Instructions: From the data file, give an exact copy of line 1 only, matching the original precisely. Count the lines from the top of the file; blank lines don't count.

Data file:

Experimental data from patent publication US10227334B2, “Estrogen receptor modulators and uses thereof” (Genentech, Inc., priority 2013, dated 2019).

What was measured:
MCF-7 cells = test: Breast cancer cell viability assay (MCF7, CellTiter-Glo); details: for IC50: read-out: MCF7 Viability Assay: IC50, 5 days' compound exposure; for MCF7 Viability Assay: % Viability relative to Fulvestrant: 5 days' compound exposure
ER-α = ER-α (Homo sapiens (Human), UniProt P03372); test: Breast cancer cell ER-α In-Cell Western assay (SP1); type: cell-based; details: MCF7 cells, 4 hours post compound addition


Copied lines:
Experimental data from patent publication US10227334B2, “Estrogen receptor modulators and uses thereof” (Genentech, Inc., priority 2013, dated 2019).